From The Vancouver Sun:

A 30-foot-long lunch table that pops up in the middle of a street just long enough for office workers to eat lunch is the newest idea for creating impromptu meeting places in Vancouver.

Starting in July and running once a week on Tuesdays or Wednesdays, volunteers will close a downtown city street, erect the table and put out chairs. For two hours, anyone can come down and brown-bag it at the Lunch Meet event. The city is also looking at encouraging street food vendors to set up near by.

And then, just as fast as it is put up, the whole thing will be taken down and the road opened to vehicle traffic again.

The idea is the newest project of Viva Vancouver, a $390,000 city-sponsored program that is behind a number of other summertime street closures and public-space activations.

The project is being done in partnership with the Vancouver Public Spaces Network and will only run for the month of July. But other street activations, including a complete closure of Robson Street between Hornby and Howe will run the entire summer.

On Tuesday city council was notified Viva Vancouver will set up 10 projects, some of which will be roving events while others will be semi-permanent installations on side streets.

Starting June 23 and running until Labour Day, the Granville Mall will be closed to vehicles every Saturday and Sunday. The Robson Street closure covers the same period, and starts with the Vancouver International Jazz Festival in its new downtown home.

Additionally, the city plans to create a few more “parklets” similar to its Parallel Park installation¬†on West 14th Avenue at Main Street.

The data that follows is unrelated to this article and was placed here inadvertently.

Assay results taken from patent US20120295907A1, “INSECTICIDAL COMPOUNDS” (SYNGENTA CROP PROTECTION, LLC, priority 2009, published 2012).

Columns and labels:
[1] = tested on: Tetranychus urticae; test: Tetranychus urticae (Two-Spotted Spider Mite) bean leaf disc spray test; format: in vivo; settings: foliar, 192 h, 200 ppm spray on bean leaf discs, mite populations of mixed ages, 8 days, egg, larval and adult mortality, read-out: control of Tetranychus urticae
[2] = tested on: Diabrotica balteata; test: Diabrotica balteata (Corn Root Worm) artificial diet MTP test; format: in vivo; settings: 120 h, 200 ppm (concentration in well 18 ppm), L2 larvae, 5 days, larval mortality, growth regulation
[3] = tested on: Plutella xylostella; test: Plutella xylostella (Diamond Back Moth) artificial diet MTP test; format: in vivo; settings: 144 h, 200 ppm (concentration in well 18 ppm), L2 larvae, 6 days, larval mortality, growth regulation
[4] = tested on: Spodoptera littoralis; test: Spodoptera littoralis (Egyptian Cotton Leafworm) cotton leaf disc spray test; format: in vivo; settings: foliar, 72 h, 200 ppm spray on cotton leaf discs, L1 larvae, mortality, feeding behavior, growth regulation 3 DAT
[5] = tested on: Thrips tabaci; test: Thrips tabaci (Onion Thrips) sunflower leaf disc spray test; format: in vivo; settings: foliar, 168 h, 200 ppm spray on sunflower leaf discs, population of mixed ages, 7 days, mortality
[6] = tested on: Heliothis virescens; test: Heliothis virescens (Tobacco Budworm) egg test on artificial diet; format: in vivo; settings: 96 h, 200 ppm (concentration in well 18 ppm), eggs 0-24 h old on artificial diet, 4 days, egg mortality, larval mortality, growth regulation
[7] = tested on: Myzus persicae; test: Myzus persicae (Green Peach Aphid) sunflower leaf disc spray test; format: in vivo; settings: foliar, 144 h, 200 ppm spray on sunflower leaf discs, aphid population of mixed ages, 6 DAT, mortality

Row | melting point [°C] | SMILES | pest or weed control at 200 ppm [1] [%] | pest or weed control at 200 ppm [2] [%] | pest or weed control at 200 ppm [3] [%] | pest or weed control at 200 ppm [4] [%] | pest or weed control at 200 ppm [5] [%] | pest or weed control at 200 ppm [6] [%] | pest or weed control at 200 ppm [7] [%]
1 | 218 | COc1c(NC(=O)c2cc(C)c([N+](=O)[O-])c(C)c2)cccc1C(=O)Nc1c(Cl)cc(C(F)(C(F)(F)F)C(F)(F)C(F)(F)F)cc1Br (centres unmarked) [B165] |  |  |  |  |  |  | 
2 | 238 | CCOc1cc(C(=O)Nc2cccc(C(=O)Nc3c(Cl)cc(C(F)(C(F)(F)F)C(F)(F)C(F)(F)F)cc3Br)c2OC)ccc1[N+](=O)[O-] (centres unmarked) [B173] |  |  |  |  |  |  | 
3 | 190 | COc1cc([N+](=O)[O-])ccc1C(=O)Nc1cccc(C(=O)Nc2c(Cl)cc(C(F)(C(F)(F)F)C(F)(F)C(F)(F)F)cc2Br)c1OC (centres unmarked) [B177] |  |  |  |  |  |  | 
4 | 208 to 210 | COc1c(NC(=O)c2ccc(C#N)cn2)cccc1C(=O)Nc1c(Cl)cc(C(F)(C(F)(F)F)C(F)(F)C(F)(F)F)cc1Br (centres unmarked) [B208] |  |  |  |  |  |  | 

The Lunch Meet table was made last year by students in the CityStudio Vancouver program from a fir tree that fell in Killarney Park. The table, which is in three sections, has been used for other public events including as “a centrepiece of dialogue” for community information around the city’s Greenest City Action Plan.

Check out the rest of the article here.

(Photo credit: Vancouver Sun)

From Grist:

The AAA states that the average yearly cost of maintaining a car is $8,500, a lot of money for a possession that, on average, sits idle for 23 hours of the day. For many members of Gen Y, that sort of cost is untenable. Some 15.2 percent of 20-24 year olds are unemployed, and many more are desperately trying to pay back student loan debt while working low-wage service jobs. So it’s not surprising that the younger generation are doing as I did and abandoning the car in favor of an agile, mobile, smartphone-enabled life.

In an article for the New Statesman, Andrew Pendleton examines the phenomenon of “peak car” in England, citing a report [PDF] that showed that between 1992 and 2007, the proportion of 21-29 year olds with drivers licenses dropped from 75 percent to 66 percent. Pendelton writes, “Young people aren’t simply swapping cars for buses or bikes; they are choosing to own and use other technology instead, such as smartphones and tablet computers.” A survey of smartphone usage habits by college students in Colorado indicates similar trends stateside. Expect this trend to spread to those of us in our thirties and forties as solutions like ZipCar make it easier to maintain a household without owning a car.

For the price of a regular checkup and a couple months of insurance, you can get a smartphone, a transit card, and a decent bike and ditch the headaches and the endless money drain that come with even a hybrid.

Check out the rest of the article here.

(Photo credit: Nokton)